A follow-up study at the University of Eastern Finland shows that resources used by municipalities for physical activity do not automatically increase physical activity. More than resources, individual factors influence physical activity behavior. The most educated and healthiest people practiced more leisure-time physical activity than the less educated or those in poorer health. Men were more physically active in their leisure time than women, while women were more physically active while commuting.
The emphasis on the importance of individual factors suggests that even the best physical activity facilities and opportunities do not make people physically active if they lack their own personal motivation and interest in physical activity. In Finland, the infrastructure for physical activity is already so comprehensive that simply increasing resources does not automatically increase residents’ physical activity.”
Virpi Kuvaja-Köllner, PhD student
The study also showed that commuting physical activity was lower in rural municipalities than in cities.
“This is because distances in rural areas are often longer, and public transport is less available than in town, so travel is often done with one’s own car. In town, people commuting can be combined with cycling or walking and, if necessary, public transport.
According to Kuvaja-Köllner, the results of the study published in the prestigious BMC Public Health newspaper encourage reflection on the allocation of municipal resources in terms of physical activity and sport in order to best promote physical activity among citizens.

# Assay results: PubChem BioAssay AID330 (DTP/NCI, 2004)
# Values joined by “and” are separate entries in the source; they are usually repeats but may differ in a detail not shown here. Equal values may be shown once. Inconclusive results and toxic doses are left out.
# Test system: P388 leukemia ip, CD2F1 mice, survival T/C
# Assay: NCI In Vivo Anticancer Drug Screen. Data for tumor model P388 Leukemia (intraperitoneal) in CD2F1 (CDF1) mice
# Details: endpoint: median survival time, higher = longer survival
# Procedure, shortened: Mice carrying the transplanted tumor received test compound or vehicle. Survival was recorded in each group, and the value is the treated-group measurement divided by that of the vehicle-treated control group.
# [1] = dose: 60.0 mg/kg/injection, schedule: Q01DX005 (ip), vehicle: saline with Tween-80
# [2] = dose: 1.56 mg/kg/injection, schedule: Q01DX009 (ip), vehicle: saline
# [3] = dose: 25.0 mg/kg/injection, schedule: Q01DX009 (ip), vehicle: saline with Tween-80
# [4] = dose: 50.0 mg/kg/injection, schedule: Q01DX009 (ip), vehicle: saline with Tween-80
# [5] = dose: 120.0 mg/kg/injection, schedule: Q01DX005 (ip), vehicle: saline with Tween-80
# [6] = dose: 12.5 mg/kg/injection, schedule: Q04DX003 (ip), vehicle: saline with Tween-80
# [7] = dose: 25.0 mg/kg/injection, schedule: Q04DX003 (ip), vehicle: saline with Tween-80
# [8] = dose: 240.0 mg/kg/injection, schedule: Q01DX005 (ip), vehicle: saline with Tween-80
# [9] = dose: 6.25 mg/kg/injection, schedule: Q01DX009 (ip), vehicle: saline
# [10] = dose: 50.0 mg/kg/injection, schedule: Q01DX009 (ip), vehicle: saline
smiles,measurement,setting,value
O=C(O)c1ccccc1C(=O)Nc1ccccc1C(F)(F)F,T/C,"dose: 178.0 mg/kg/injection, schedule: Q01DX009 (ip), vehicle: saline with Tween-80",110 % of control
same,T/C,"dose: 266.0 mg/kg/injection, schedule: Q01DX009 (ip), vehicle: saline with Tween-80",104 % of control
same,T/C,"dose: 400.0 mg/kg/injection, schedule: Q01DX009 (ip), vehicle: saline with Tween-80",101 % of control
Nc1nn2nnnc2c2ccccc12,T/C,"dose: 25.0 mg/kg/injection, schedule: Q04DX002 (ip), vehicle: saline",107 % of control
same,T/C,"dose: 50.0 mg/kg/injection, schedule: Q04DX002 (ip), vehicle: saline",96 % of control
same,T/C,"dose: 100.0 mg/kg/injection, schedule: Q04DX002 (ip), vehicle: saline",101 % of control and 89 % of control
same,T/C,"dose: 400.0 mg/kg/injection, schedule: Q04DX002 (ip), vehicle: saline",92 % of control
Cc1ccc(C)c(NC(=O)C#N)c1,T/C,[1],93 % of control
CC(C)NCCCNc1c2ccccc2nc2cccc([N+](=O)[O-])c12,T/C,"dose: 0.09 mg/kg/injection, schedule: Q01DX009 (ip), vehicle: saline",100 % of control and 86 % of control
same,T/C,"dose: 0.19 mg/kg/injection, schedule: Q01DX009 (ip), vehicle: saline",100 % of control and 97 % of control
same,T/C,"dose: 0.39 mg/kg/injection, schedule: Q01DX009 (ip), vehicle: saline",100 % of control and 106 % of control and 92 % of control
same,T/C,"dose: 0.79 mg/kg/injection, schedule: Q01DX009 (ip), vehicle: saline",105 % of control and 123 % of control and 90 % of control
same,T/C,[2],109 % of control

An eleven-year follow-up survey combined data from Statistics Finland and the Health 2000 and 2011 population surveys. In this study, only people with the same place of residence in 2000 and 2011 were followed. 3,193 people from 115 municipalities answered the questions on physical activity for leisure and 1,394 people from 110 municipalities answered the questions on physical activity while traveling. The indicators of the sports resources and environment of the municipalities were the amount of euros spent by the municipalities on sport, the kilometers of pedestrian and cycle paths, the surface area of the parks and the number of sports organizations that received subsidies in 1999 and 2010.
University of Eastern Finland
Kuvaja-Köllner, V., et al. (2022) Municipal resources to promote adult physical activity – a multilevel follow-up study. BMC Public Health. doi.org/10.1186/s12889-022-13617-8.